I also know these sorts of arguments are often put forth by conservatives, many of whom use these arguments as part of their kettle logic on global warming. You know the one I mean, (1) there is no such thing as global warming, (2) global warming is happening, but not anthropogenic, and (3) global warming is happening, but it now so badly advanced only unfettered capitalism can produce the technology needed to save us all. Conservative denial about global warming is part of a broader denial of the Anthropocene, and the solutions we have to the problems that the age of the Anthropocene are raising. So, when Ellis argues that advances in social systems and technology means we cannot know the absolute carrying capacity of the earth, many conservative hear that as saying "FREE MARKET CAPITALISM TO THE RESCUE", which is bunk. While Ellis is a little cagey in those articles about what the social system changes will require, we know it will include many of them that look nothing like the conservative agenda. And indeed, veganism strikes me as one of the most likely social system changes we can take on to increase the carrying capacity of the earth and to fight many of the threats produced by the Anthropocene.

As with factory farming, our inability to stop global warming is mostly what Peter Hallward, in his best Green Lantern Corp moments, would call a failure of the will (see here and here). We know what needs to be done, but we somehow lack the popular will to make it happen. There is no reason to believe that children will have to live in the same world we were brought into. There is no reason to believe we will live in the same world we live in today. The bad news of the Anthropocene is that certain humans have made the ability of living on this planet harder for so many types of beings. The good news of the Anthropocene is that it means that certain beings would therefore have the power to reshape the earth in different ways--the earth is not done becoming. Vegans worry that another life would be another murderer, speaking to our own great guilt on never actually being able to be vegan, just becoming-vegan. The challenge, then, is to create a world that is different. I don't know why we would then encourage vegans to be uniquely the ones to stop having children?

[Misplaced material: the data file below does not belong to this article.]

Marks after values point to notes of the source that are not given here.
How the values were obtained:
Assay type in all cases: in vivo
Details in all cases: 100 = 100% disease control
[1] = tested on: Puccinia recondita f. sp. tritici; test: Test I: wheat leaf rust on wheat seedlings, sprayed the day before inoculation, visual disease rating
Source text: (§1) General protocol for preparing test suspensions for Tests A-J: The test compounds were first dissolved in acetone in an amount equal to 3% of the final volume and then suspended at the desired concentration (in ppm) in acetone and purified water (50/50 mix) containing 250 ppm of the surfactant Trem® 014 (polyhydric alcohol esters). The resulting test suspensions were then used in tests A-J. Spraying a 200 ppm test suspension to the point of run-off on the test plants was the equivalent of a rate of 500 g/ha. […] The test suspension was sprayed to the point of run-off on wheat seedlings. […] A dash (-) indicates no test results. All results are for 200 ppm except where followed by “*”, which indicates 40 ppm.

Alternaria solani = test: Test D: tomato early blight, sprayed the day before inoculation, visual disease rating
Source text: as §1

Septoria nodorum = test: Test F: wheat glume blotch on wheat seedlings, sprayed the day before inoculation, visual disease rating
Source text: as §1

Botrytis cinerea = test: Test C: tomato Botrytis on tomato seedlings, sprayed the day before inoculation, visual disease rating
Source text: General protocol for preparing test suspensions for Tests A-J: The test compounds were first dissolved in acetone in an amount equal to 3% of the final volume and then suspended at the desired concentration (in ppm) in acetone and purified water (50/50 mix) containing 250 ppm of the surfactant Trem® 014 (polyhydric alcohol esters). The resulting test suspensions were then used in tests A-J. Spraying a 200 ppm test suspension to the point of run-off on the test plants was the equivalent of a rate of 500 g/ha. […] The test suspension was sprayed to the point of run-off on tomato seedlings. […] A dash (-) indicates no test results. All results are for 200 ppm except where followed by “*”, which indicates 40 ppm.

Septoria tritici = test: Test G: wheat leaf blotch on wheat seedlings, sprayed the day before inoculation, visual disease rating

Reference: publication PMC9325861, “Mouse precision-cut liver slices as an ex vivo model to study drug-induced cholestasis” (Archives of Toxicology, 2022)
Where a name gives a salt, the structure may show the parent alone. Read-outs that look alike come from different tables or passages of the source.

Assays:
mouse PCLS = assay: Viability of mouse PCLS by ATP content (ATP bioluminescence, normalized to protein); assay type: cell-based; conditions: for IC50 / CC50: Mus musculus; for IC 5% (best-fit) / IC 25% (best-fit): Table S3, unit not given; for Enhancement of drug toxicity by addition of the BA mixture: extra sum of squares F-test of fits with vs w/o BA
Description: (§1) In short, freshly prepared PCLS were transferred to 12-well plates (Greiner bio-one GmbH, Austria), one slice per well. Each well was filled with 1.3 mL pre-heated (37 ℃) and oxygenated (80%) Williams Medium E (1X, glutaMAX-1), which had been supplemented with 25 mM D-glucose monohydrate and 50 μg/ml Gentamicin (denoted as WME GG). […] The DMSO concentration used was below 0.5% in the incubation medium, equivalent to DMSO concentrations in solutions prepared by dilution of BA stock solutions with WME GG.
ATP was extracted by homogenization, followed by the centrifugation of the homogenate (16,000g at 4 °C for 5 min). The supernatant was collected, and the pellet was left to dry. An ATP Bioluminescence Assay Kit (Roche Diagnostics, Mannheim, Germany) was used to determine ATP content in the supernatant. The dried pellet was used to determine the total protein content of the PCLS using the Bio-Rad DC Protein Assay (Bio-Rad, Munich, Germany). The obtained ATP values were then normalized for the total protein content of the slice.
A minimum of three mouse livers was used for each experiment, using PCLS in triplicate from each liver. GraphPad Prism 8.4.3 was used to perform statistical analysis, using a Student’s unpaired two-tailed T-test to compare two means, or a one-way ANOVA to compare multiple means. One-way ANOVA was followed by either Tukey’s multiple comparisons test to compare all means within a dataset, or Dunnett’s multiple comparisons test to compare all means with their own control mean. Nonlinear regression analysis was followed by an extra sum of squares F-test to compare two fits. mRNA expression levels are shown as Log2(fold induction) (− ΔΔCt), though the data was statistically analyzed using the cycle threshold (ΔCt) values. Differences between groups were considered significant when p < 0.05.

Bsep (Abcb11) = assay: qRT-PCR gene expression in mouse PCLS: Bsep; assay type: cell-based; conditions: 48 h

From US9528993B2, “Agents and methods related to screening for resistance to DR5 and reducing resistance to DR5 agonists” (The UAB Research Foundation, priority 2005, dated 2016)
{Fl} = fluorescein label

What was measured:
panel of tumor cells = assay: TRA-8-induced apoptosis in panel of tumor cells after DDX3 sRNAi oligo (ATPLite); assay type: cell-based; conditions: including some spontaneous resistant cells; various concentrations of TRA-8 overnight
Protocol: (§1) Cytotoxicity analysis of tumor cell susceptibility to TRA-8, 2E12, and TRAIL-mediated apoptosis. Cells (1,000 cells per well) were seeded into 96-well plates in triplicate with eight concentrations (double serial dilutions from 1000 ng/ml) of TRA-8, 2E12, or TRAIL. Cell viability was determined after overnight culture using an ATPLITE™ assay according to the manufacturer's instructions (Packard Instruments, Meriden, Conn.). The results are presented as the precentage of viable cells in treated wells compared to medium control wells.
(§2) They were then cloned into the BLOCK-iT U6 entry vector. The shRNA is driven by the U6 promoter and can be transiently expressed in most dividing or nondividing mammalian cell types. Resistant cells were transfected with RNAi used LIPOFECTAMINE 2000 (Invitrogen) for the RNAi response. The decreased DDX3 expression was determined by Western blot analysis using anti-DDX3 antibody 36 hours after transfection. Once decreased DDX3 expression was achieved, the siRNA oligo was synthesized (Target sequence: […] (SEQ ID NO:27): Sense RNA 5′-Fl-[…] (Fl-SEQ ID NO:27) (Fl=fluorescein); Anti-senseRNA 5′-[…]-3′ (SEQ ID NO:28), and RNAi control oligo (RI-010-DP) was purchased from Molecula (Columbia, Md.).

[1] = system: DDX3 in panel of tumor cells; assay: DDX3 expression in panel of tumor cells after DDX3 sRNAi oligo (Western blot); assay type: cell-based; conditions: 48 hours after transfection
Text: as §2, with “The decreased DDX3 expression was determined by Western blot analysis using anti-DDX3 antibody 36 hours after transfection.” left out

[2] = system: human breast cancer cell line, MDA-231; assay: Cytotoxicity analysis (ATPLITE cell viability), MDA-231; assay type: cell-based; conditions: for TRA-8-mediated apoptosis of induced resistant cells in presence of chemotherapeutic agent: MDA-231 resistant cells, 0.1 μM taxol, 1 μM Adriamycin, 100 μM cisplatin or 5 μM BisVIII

Ursula Heise has recently written a beautiful essay on literature trying to come to grips with the environment in the age of the Anthropocene. In it Heise starts mapping out the possibilities of hybrid ecologies and natures for the future. And one gets the feeling that the anti-natalism of certain vegans come not from a radicalism, but from a profound conservatism, a conservatism that is based on conservationism. Perhaps what we need is less conservationism, and more constructivism for thriving ecologies for nonhumans and humans-- a constructivist ecofeminism, if you will. Perhaps we need less Heidegger, and more Arendt.  Deleuze and Guattari, in What is Philosophy, wrote about the importance of producing a new people and a new earth. Perhaps it is time we focus on both of those terms.

Gary Francione tends to end his emails and blog messages with the announcement that the world is vegan, if we want it. I'd only make a small, but important correction-- The world is vegan, if we make it so. Here is to the constructivists ecofeminists, and to all the vegans (parents and nonparents, bioparents and nonbioparents) who are working to make it so.